A recent research paper that raised questions about the efficacy of RSA public-private key cryptography shouldn't alarm IT security practitioners, says Eugene Spafford of Purdue University. Here's why.
IT security practitioners who employ the RSA public-private key cryptography needn't lose sleep about its efficacy, despite new research that raises questions on how it creates large prime numbers to generate secret keys, IT security authority Gene Spafford says.
RSA Chief Technologist Sam Curry defends the company's approach to public-key cryptography after researchers suggest a flaw in its encryption algorithm, contending the problem exists elsewhere in the security chain.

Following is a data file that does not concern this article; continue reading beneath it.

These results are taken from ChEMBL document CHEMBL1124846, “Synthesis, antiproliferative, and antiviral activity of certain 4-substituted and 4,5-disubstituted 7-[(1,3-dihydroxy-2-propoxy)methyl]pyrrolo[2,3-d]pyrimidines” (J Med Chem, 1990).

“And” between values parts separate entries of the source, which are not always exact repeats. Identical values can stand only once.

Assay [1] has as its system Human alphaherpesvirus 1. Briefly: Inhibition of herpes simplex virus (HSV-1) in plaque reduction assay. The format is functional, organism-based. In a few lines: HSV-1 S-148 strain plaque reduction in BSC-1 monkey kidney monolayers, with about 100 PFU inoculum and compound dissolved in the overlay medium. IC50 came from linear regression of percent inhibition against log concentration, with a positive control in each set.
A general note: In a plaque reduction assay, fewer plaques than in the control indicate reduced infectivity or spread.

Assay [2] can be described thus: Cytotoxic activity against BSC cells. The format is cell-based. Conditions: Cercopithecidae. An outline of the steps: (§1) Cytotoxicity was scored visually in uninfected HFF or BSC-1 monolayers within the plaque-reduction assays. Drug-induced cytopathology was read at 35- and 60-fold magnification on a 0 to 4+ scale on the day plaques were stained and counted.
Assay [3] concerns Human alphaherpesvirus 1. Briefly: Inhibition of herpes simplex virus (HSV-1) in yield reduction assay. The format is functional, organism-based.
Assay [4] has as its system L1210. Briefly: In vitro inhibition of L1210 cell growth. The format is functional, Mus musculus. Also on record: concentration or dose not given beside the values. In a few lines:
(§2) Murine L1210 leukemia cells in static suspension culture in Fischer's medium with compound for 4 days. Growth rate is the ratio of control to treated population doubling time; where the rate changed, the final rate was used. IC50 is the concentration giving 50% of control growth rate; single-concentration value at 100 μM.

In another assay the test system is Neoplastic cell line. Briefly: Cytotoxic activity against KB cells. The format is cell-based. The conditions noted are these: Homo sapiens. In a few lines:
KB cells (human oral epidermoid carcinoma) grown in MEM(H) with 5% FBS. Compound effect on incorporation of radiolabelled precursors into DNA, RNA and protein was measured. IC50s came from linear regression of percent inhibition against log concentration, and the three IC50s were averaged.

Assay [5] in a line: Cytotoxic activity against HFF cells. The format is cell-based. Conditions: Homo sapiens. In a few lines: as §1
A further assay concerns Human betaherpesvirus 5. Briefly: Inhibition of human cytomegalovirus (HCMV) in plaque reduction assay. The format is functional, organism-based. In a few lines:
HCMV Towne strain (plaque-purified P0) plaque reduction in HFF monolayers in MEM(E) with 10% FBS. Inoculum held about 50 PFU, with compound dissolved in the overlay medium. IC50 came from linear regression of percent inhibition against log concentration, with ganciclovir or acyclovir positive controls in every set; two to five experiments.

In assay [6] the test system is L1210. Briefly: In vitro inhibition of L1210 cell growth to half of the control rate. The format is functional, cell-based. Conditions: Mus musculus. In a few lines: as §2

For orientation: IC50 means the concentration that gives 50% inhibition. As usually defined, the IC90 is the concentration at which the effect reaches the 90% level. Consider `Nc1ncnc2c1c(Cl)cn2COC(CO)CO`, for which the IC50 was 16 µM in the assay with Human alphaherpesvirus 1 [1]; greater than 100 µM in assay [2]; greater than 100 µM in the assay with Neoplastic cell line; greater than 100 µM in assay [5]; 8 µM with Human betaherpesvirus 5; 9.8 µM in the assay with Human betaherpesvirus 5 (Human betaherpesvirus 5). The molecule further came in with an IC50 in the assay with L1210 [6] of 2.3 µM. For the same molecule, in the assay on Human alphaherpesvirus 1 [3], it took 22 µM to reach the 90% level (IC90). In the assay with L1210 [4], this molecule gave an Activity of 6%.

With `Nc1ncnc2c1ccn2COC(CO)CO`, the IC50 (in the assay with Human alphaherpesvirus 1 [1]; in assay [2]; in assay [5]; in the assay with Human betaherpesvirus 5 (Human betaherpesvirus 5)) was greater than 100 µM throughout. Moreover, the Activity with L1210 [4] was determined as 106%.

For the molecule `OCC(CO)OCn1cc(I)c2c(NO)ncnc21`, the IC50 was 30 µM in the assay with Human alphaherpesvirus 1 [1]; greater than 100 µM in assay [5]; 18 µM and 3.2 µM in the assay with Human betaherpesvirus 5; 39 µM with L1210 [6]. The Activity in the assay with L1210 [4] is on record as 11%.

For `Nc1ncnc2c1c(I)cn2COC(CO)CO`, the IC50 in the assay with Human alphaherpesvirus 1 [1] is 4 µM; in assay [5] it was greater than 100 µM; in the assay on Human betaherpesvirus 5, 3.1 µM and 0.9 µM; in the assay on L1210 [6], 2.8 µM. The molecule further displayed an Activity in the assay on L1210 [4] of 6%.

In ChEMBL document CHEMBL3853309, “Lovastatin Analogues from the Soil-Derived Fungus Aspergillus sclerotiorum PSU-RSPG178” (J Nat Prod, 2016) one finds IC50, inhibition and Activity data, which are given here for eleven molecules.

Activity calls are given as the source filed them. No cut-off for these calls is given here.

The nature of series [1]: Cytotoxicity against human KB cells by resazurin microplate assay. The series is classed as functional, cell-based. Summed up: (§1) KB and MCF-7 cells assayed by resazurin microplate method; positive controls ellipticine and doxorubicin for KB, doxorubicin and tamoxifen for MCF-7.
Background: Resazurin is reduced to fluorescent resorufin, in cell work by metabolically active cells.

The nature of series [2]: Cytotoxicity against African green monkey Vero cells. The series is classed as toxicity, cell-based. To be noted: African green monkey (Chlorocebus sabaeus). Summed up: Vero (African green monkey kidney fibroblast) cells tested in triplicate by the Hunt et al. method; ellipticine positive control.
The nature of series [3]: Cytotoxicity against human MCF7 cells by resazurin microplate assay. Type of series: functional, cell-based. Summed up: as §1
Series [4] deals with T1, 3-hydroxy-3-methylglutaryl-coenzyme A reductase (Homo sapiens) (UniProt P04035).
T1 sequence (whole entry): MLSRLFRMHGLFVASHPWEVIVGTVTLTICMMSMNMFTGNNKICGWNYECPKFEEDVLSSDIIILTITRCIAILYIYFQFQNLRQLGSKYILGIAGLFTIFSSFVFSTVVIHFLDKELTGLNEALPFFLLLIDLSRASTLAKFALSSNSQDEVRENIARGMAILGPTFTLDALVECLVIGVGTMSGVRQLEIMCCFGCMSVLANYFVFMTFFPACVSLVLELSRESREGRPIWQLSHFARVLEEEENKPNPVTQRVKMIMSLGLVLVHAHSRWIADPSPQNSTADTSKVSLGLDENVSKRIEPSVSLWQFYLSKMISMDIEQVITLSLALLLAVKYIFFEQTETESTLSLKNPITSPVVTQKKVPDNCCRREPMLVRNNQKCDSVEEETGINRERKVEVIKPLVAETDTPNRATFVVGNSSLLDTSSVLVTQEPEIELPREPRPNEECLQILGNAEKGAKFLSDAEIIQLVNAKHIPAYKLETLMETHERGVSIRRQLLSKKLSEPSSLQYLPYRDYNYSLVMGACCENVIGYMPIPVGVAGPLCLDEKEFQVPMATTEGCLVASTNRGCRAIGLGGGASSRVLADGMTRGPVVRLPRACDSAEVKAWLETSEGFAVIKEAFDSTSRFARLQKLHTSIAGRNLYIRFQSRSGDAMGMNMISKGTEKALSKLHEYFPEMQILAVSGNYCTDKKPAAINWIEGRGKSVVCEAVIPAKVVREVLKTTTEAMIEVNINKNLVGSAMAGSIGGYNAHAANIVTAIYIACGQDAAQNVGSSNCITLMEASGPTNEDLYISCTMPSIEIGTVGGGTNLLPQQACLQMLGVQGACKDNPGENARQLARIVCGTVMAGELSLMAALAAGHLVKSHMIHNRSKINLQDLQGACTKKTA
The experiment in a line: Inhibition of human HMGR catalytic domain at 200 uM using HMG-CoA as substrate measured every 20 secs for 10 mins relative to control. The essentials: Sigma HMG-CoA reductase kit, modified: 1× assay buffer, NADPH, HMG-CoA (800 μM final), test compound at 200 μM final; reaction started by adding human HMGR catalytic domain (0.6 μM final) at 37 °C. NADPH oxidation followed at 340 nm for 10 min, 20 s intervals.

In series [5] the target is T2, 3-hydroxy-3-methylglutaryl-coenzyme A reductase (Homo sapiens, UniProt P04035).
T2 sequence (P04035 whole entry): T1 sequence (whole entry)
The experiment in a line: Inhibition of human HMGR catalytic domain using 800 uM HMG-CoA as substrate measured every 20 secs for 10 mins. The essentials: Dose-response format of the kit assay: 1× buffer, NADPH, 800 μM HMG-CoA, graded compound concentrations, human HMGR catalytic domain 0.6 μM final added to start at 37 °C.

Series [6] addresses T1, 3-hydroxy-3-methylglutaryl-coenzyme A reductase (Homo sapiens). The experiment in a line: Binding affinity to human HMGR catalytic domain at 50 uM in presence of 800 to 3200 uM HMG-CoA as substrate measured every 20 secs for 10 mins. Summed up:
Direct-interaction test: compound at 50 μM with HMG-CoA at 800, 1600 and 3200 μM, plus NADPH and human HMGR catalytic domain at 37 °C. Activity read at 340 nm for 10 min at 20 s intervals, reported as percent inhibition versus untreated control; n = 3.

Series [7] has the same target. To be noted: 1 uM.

Smart phones, laptops, tablet PCs, optical discs and USB devices. There are many new mobile devices and emerging technologies to help today's professionals do their jobs in any location - and increasingly private business is being conducted on personal digital and storage devices. Yet, these technologies create new...
"It should provide fuel for anyone calling for data breach legislation to include criminal sanctions ...," says Neal O'Farrell of the Identity Theft Council. "This was nothing short of a clumsy cover-up."
"With a company-issued device, you can issue a policy that says users have no rights of privacy over information on the device," says Javelin's Tom Wills. But with employee-owned devices? A whole new set of issues.
In order to comply with regulatory obligations all financial organizations should encrypt sensitive and confidential data anywhere it might be found or sent. But the ROI is not just compliance. Encryption can not only provide a solid defense against data breaches, but it can generate a positive return and create new...